Stress, I think we could all agree, does affect the brain. Limiting stress as much as possible is recommended, of course. Work is one of the highest factors in stress, so one may need to seek other employment. Consider it another part of the great adventure of your life. Maybe you really enjoyed your job, but now find it overwhelming. Perhaps you had a dream at one time of something you always wanted to do? As part of your recovery, or ‘moving forward,’ progress from the TBI; consider this may be your opportunity to pursue that dream.

Lastly, is rest. I was still very much struggling with this one thing! My surgery location is on the back, left side of my head. As a result, I had only been able to lie and sleep on the right side of my head. (Going on 6-months now when I began to write this.) The upshot is that good, solid, sound rest and sleep was extremely difficult! That is just part of the “fun” in my adventure.

In early May 2013, a friend, (who has had 6-TBI’s and a trained EMT), told me try ‘diphenhydramine-HCL’, which is the main ingredient of the allergy medication Benadryl. I get a generic version of it, and starting on May 14, 2013, was the first night I have slept straight through the night since the surgery. THANK GOD! Getting GOOD sleep cannot be overestimated! I found diphenhydramine-HCL in the allergy isle of my local grocery store, but in the sleeping section near Nyquil. (From the first part of June on, I have finally been able to lie on the left side of my head without pain/discomfort, which has improved sleep considerably.)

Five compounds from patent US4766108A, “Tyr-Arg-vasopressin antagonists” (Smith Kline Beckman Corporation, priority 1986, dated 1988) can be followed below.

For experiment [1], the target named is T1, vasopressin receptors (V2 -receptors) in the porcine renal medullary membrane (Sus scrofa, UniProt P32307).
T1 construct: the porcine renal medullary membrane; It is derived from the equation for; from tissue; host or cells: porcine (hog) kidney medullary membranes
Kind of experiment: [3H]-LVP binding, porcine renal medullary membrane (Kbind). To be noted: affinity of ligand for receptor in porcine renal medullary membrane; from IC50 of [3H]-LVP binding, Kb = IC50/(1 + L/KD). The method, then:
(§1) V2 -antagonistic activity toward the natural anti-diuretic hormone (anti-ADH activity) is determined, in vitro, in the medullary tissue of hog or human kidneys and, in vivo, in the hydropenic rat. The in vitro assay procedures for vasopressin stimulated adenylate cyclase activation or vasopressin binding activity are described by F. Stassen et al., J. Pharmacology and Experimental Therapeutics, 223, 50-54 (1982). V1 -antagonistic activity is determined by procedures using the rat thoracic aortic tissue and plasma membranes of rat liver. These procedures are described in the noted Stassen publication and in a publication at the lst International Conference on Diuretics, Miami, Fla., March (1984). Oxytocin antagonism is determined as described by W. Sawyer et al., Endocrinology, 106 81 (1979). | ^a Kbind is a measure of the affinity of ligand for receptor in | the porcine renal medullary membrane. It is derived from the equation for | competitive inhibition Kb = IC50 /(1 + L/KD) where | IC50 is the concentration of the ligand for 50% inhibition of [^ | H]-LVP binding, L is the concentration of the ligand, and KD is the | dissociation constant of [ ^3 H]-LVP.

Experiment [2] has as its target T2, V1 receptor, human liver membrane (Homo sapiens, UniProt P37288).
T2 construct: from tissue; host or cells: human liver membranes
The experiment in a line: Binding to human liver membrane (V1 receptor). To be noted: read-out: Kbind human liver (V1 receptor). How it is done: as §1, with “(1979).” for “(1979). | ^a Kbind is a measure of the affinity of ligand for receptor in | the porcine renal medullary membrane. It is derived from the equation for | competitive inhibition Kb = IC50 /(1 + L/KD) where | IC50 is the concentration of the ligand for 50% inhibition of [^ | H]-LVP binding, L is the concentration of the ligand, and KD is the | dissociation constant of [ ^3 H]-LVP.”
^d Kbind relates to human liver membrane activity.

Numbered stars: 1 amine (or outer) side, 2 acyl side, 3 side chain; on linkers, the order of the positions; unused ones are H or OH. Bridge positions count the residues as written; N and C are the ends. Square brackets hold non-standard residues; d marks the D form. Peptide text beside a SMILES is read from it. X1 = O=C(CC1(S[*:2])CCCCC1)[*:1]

I would like to thank Ms. Michele Rosenthal for granting me the opportunity and honor of writing this article! I truly hope that something in it may be helpful to even one person.

God bless you, and have a GREAT ‘Present’ day!

Click here for Part I

RodKnoll2About the author: 

I was born and have lived most of my life in Wisconsin; only being gone for a few years as a child and then while I was on active duty in the U.S. Marine Corps. I graduated high school in 1985 and went to Boot Camp in July of that year. I spent a little over 4-1/4  years in the Corps, with 2-years overseas in Scotland. While there I broke my nose and neck, both in two places, playing on the Marine flag football team; that injury was likely TBI #2.

I have worked a number of jobs since active duty military service with most of them being in the security field. I was unemployed at the time of my brain bleed, and am currently seeking options as to what I may be able to do for work, if I am able to work. I achieved an Associate’s Degree through Colorado Technical University Online in 2009 with a 4.0 GPA.